Harnessing the power of the one-man brand

Self-employed individuals can strengthen relationships with consumers and add value to their services by building a personal brand. The first step is to think of yourself as a business.

If you don’t ‘brand’ yourself when you’re self-employed, your capacity to be your own business and make good money is diminished. That was the message I took from a presentation at the Pan-Asia small business conference in Macau in November.

The presentation by Dr Paul Temporal of Oxford University explained how successful global companies create and maintain brands. More importantly, he identified precisely what a brand is. The messages Paul was delivering are as applicable to self-employed, small business people as they are to large businesses.

Why ‘brand’ yourself? According to Dr Temporal, successful branding increases the price that people are prepared to pay you. That’s a pretty good motivation. You might have great technical skills in providing a service or product, but if you successfully brand yourself, people will pay you more!

What is a brand?

It’s not a slogan or a logo. It’s a relationship built around trust, reputation, quality, friendship and loyalty. To quote Paul Temporal: a brand is an "experience in the mind of the consumer".

Big companies go to a great deal of trouble to build and maintain this. For them, it’s a challenge because every aspect of their business – especially the behaviour of every person in the business – determines the brand.

Temporal gave lots of examples. Disney, for example, makes movies and runs theme parks. That’s what they ‘do’ but it’s not what they ‘deliver’ to the consumer. Rather, Disney delivers wholesome family fun. That’s their brand; that’s what consumers pay for. But to achieve that, all the people who work at Disney must reflect that in their behaviours and actions. That requires major organisational focus and application.

But for small business people, even self-employed sole traders working on their/our own, all we have to do is orient our own mind and actions toward being a brand. The trouble we have is thinking of ourselves as brands.

However, by taking this mental step, we can become capable of clearly defining ourselves to our customers and achieving more business at a better price.

Take, for example, a self-employed photographer I know – one who specialises in photographing houses for sale. She’s a great technician and is highly sought after by real estate agents. But she’s much more than a great photographer. She’s punctual and arrives stylishly groomed with estate agents when doing a job. She has warm body language and chats in a supportive manner with homeowners as to how to best present each house. She has made herself a brand. She’s part of the selling process of the real estate agents and makes them look good to their clients.

This photographer has achieved this brand positioning over several years. She’s followed the relationship-building steps that Temporal says are required to build a brand. This starts with creating awareness (of you), providing information (about you), building respect, then friendship, followed by trust then loyalty, culminating in a partnership.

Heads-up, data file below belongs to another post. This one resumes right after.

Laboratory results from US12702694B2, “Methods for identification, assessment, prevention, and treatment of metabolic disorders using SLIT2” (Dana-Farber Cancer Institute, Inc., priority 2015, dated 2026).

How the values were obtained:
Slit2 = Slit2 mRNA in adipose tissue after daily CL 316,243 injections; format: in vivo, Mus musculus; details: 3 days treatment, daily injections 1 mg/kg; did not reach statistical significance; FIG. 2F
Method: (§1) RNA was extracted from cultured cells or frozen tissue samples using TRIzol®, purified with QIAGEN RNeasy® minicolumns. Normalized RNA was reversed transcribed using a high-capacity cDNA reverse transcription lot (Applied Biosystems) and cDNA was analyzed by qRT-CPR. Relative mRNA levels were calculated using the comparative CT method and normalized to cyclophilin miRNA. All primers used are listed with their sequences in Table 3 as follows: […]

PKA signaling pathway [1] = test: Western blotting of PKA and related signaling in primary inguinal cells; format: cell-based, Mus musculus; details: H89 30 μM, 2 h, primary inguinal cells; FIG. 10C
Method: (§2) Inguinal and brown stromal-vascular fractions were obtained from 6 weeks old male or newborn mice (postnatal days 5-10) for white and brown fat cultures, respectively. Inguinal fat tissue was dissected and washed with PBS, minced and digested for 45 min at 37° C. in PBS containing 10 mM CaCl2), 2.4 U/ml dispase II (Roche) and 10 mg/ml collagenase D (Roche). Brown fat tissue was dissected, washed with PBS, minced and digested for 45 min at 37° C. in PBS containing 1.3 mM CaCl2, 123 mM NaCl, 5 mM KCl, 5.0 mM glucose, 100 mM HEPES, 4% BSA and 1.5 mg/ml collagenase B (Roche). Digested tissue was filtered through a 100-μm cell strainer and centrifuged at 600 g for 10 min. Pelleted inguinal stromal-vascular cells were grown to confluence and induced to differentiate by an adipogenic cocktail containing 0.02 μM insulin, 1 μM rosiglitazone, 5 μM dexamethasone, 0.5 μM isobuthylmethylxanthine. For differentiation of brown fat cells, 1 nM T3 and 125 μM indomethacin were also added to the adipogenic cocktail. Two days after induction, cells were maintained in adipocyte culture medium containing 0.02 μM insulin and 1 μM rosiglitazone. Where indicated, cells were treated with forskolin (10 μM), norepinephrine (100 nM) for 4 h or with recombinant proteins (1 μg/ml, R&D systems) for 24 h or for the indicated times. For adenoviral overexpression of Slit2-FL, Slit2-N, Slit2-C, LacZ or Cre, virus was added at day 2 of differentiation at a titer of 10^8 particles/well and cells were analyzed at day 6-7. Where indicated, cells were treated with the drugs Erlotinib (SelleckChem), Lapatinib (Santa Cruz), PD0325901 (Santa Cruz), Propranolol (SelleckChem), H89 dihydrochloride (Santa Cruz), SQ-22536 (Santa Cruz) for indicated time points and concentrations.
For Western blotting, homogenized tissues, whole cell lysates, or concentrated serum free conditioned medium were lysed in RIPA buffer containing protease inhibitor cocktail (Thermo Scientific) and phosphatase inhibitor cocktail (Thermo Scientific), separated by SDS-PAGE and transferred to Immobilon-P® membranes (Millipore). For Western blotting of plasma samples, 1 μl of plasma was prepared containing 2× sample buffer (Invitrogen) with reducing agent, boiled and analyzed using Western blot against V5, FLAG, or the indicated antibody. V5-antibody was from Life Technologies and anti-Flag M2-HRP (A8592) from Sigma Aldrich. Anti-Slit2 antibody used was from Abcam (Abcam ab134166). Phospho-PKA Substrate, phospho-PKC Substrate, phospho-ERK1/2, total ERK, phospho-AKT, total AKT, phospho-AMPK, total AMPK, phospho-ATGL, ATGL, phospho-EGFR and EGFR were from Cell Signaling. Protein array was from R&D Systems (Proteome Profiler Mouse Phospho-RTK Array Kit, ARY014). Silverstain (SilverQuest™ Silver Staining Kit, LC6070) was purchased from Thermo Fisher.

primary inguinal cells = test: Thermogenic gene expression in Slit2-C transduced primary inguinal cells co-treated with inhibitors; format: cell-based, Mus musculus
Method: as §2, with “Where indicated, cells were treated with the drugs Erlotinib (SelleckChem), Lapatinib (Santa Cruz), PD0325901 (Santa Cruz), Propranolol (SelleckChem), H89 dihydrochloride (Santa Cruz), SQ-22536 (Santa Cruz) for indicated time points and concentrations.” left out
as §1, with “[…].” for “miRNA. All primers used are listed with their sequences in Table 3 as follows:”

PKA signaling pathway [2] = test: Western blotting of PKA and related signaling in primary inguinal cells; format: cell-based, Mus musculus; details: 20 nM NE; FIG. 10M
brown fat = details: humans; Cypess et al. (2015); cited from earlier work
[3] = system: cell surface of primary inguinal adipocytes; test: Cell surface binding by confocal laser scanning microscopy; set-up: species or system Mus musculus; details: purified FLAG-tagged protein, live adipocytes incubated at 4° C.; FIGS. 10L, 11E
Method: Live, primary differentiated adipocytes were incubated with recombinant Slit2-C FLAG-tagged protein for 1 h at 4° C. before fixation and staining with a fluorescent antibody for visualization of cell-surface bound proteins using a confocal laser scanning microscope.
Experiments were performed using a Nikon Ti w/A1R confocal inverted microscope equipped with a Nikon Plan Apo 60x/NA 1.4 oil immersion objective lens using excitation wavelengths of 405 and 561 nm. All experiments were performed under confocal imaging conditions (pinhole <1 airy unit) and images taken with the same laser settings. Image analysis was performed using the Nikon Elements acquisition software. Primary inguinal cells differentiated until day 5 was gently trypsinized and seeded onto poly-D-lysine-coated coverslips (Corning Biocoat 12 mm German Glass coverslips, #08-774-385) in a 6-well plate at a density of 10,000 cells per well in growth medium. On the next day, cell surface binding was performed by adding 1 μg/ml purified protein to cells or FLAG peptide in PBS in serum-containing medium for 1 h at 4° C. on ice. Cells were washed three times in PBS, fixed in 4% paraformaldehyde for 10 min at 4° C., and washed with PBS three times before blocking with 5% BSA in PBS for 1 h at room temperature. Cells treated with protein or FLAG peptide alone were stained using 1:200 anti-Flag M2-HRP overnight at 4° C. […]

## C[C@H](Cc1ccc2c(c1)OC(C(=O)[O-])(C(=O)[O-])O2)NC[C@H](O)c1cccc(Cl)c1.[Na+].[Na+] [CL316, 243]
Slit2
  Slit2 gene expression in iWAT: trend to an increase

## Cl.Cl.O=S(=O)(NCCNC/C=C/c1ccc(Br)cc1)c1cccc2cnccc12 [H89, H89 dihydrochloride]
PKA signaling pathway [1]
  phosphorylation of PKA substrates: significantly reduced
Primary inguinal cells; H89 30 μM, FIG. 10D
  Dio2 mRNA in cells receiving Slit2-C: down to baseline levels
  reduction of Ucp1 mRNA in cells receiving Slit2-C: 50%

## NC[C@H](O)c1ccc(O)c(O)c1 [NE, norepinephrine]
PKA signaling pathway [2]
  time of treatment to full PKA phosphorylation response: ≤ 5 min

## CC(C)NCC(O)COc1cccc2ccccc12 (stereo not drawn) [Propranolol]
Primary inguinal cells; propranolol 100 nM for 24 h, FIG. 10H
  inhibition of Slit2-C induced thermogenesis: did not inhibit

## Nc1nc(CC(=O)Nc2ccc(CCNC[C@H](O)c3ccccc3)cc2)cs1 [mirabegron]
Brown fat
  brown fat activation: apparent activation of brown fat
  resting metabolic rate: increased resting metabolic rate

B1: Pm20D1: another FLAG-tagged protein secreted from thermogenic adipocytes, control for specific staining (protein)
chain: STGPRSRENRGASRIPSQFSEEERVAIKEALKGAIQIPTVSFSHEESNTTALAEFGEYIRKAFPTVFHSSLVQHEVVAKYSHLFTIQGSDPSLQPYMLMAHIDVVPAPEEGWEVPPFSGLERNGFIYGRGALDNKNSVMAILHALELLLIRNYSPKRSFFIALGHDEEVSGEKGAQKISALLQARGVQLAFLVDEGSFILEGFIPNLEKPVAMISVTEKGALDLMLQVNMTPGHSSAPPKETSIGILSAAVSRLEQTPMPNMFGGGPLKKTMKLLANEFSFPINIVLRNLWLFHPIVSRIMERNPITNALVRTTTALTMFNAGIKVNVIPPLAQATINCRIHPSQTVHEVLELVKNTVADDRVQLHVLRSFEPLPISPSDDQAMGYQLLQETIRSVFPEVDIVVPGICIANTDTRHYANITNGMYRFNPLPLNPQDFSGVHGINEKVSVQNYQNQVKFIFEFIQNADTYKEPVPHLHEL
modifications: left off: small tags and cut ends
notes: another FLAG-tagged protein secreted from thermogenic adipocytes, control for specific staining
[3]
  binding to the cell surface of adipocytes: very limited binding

These are steps that anyone takes to build normal, quality relationships with people. What’s great is that they are the steps required in business, particularly when you are self-employed. It doesn’t matter whether you’re a cleaner, a courier, someone who repairs bicycles, working in a factory or in the professional areas of IT, selling, engineering and so on. The technical things that you ‘do’ are value-added when you brand them.

Branding is a key function of being in business because when you are self-employed, you are a business. This is something that government bureaucrats (particularly tax officials), employees in big businesses, and most economists and have huge difficulty understanding and accepting. They hold to the commonly accepted idea of a ‘business’ as a command-and-control type pyramid of employees.

They can ‘see’ a business when someone is running a shop, or being a plumber. But if it’s someone who provides ideas or services or trades – or particularly if they have just one client – they have difficulty thinking of that person in the same way.

But as societies have developed, the rise of self-employed people has disrupted that concept. People (on their own) can be and are businesses.

For those of us who are self-employed, we must take that extra conceptual step. If we are to really succeed, we need to do conceive of ourselves as brands. If we can do that, we’ll be better business people, adding value to society and to ourselves.

Ken Phillips is executive director of Independent Contractors Australia and author of Independence and the Death of Employment.

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